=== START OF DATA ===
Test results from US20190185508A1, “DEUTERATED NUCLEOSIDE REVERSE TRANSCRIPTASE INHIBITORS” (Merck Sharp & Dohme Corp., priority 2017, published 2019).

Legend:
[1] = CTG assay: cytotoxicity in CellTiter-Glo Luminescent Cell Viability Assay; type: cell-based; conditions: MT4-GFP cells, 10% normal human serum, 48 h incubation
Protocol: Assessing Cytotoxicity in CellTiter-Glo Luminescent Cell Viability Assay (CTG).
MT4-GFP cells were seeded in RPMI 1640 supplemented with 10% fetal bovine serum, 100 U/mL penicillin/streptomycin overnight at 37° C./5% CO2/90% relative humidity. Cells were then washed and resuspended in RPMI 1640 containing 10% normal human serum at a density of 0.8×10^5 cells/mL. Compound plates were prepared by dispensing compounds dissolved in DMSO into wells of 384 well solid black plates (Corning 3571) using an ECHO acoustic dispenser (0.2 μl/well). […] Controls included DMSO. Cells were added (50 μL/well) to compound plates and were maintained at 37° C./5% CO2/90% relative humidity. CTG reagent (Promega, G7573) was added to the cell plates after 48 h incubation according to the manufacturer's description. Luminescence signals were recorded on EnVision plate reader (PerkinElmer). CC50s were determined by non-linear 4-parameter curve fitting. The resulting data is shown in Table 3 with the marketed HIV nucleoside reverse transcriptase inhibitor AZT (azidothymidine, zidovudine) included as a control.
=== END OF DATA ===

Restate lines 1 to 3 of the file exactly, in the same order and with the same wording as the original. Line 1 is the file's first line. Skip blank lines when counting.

Test results from US20190185508A1, “DEUTERATED NUCLEOSIDE REVERSE TRANSCRIPTASE INHIBITORS” (Merck Sharp & Dohme Corp., priority 2017, published 2019).

Legend:
[1] = CTG assay: cytotoxicity in CellTiter-Glo Luminescent Cell Viability Assay; type: cell-based; conditions: MT4-GFP cells, 10% normal human serum, 48 h incubation